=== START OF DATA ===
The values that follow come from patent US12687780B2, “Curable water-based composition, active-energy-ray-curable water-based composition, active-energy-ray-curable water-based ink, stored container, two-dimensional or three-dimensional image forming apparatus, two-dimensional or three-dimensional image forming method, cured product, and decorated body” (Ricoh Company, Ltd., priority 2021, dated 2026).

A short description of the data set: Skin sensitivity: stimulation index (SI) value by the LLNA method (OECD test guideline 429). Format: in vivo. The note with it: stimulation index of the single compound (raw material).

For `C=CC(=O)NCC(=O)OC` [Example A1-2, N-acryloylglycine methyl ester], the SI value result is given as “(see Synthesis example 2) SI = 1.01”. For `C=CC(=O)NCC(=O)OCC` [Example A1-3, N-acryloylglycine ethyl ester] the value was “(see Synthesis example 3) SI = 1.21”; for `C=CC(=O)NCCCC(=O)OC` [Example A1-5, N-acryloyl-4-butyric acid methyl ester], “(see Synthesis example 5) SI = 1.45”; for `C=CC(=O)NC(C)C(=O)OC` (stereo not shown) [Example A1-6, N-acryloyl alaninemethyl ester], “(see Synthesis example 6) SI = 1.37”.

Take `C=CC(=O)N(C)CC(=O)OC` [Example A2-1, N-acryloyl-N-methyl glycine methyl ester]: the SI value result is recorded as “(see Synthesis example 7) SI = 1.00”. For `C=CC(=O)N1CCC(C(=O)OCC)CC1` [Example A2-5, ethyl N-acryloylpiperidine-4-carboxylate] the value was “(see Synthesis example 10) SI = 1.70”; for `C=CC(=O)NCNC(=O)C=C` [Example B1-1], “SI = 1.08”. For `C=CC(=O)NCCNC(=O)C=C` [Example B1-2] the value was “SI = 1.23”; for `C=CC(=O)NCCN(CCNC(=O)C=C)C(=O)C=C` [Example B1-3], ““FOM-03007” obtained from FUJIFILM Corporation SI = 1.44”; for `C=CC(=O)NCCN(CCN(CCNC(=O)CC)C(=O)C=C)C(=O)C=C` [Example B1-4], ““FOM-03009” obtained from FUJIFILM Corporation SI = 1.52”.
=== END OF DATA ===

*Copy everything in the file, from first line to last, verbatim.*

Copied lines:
The values that follow come from patent US12687780B2, “Curable water-based composition, active-energy-ray-curable water-based composition, active-energy-ray-curable water-based ink, stored container, two-dimensional or three-dimensional image forming apparatus, two-dimensional or three-dimensional image forming method, cured product, and decorated body” (Ricoh Company, Ltd., priority 2021, dated 2026).

A short description of the data set: Skin sensitivity: stimulation index (SI) value by the LLNA method (OECD test guideline 429). Format: in vivo. The note with it: stimulation index of the single compound (raw material).

For `C=CC(=O)NCC(=O)OC` [Example A1-2, N-acryloylglycine methyl ester], the SI value result is given as “(see Synthesis example 2) SI = 1.01”. For `C=CC(=O)NCC(=O)OCC` [Example A1-3, N-acryloylglycine ethyl ester] the value was “(see Synthesis example 3) SI = 1.21”; for `C=CC(=O)NCCCC(=O)OC` [Example A1-5, N-acryloyl-4-butyric acid methyl ester], “(see Synthesis example 5) SI = 1.45”; for `C=CC(=O)NC(C)C(=O)OC` (stereo not shown) [Example A1-6, N-acryloyl alaninemethyl ester], “(see Synthesis example 6) SI = 1.37”.

Take `C=CC(=O)N(C)CC(=O)OC` [Example A2-1, N-acryloyl-N-methyl glycine methyl ester]: the SI value result is recorded as “(see Synthesis example 7) SI = 1.00”. For `C=CC(=O)N1CCC(C(=O)OCC)CC1` [Example A2-5, ethyl N-acryloylpiperidine-4-carboxylate] the value was “(see Synthesis example 10) SI = 1.70”; for `C=CC(=O)NCNC(=O)C=C` [Example B1-1], “SI = 1.08”. For `C=CC(=O)NCCNC(=O)C=C` [Example B1-2] the value was “SI = 1.23”; for `C=CC(=O)NCCN(CCNC(=O)C=C)C(=O)C=C` [Example B1-3], ““FOM-03007” obtained from FUJIFILM Corporation SI = 1.44”; for `C=CC(=O)NCCN(CCN(CCNC(=O)CC)C(=O)C=C)C(=O)C=C` [Example B1-4], ““FOM-03009” obtained from FUJIFILM Corporation SI = 1.52”.